I've decided to try updating Coffee Flitters more regularly, and with more mundane activities since they probably mean more to you than they do to me. What I mean is, I get a kick out of reading about your daily routine. Whether it be where you decided to go for brunch, to your new veggie garden, to the funny thing your wee one got up to. Such tiny moments that you may not think are worth noting mean the world to me, so I figured maybe the street went both ways: maybe those things that I don't take the time to note are things that might make you all giggle.
Anyway, it's my birthday, so I'm going to go for a bike ride around the sea wall with Ami. I'll post another update with some pictures if I get around to it.
16 June 2009
This is turning into a bit of an epic, eh? Here's it's been nearly a month since we got back from Oregon, and I'm only getting to the first night! Ha! What a crazy thing, Love is.
So instead of more tales of 'whoa,' I thought I'd post some of the photos we took of the trip up to where I've posted. Which is to say, Day One.
11 June 2009
For those of you who grew up in the 80s, you can probably guess by the photo where this is going. From the moment Ami and I drove into Astoria, I was haunted by nostalgia: I had seen this place before--or at least parts of it--although I had never been to Oregon, let alone Astoria. It wasn't until we had driven our van a few kilometers out of town, at a look-out point, that it all fell into place.
Astoria was where The Goonies was filmed.
If I had known how to back-flip, I would have done one. The Goonies! Of course! And for the next hour my long term memory high-jacked my short term and took it for a joy ride down memory lane. I quoted scenes and replayed actions sequences like I had just viewed the 'ol flick. We dubbed them "The Goonies Rocks." Partly because we didn't (yet) know what they were called, and partly because it was just plain fun.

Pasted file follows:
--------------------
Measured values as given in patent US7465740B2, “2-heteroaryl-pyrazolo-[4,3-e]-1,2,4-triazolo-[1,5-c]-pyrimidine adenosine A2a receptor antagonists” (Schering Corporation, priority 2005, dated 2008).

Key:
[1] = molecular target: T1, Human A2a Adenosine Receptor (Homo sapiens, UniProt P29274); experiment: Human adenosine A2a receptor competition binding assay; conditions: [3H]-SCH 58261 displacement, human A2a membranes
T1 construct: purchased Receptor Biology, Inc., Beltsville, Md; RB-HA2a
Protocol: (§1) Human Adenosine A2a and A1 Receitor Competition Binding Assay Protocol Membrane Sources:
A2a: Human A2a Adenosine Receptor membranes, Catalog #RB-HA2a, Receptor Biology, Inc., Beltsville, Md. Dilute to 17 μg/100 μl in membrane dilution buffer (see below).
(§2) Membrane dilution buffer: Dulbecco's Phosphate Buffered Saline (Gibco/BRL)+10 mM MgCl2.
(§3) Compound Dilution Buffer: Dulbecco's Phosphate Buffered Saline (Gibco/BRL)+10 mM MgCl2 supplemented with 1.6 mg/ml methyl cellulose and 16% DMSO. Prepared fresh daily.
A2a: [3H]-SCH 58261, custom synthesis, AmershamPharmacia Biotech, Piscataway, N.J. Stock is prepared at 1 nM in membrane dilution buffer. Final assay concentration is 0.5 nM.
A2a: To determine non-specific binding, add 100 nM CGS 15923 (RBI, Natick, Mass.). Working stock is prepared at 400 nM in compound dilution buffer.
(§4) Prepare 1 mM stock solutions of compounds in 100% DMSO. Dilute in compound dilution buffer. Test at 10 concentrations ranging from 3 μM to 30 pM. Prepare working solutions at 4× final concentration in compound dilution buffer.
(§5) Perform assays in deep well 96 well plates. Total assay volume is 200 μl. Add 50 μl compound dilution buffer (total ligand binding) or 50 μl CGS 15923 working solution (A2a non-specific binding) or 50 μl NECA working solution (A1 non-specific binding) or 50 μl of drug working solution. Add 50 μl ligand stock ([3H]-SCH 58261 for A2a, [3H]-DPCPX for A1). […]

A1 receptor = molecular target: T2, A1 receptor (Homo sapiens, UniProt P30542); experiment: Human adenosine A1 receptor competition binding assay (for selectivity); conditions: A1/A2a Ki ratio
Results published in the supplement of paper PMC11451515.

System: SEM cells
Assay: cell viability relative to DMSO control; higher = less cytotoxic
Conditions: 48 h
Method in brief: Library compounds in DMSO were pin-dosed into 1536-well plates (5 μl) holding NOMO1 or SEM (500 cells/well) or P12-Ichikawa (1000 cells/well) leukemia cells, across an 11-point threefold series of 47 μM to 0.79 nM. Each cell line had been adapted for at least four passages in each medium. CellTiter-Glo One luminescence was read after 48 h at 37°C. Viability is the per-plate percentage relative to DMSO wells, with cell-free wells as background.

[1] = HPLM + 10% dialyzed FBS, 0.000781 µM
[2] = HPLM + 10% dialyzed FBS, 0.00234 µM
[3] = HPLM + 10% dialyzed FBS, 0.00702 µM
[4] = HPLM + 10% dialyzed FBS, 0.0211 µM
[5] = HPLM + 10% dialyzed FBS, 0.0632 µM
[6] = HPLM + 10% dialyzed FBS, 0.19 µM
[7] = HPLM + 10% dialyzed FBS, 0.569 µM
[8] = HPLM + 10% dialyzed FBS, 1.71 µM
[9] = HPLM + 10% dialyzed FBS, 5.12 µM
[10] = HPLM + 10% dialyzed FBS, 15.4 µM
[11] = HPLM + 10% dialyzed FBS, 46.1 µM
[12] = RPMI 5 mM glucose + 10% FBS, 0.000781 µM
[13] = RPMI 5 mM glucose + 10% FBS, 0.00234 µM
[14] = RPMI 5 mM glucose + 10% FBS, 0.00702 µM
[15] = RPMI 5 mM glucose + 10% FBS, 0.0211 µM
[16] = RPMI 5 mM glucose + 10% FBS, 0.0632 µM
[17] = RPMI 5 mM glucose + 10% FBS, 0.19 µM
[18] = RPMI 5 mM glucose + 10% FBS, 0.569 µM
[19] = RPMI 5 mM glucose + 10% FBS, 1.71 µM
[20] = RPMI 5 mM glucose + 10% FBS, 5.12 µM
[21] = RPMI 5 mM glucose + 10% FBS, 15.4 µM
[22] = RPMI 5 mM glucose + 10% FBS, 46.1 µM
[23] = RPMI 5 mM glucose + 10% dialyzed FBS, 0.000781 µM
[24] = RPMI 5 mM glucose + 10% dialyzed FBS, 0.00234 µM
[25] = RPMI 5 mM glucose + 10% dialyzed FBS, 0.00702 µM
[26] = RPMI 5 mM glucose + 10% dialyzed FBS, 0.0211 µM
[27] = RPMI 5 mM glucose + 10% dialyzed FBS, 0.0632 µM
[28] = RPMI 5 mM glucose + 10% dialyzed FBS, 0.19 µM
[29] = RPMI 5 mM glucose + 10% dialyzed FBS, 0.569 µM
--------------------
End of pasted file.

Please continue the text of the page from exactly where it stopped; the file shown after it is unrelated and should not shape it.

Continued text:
The rest of the trip was kinda boring after that.
No, I'm kidding. This little hallelujah was a mere blip on the radar compared to the rest.
That night we camped an a spit called Nehalem Bay, and it made me miss New Zealand. Here's why. When Americans go camping--and I'm generalizing here, but it's my blog, and I can bloody well do what I want--they tend to bring their homes with them. To the modern Yankee vagabond, the idea of pitching a tent is repulsive. And why would you want to when you can hitch up a mobile apartment to your Ford F350? I remember when I was younger and my family would go camping around the lakes in Kansas: these people were there then, too. While we were hauling arm loads of driftwood and kindling from the rocky beaches of Fall River Lake, there were a half-dozen "campers" lighting their gas grills and watching TV. It made us laugh then, but I think it took Ami by surprise. We couldn't walk 10 meters without her muttering, "Jesus Christ," or, "Holy God Almighty," or "Oh holy Jesus Fu"--well, you get the point. It was a religious experience.
Since the campground at Nehalem Bay catered to RVs and trailers, the ground was mostly paved. Yet a short walk around the toilets and we were standing amongst dunes pocketed with marram grass and white sand, peering around dramatic cliffs toward the Pacific. Equipped with 40oz of Pabst Blue Ribbon ($2 each from the corner store!), we whiled away the evening singing country songs and snapping photos. For a moment, I forgot I was ever anyplace else.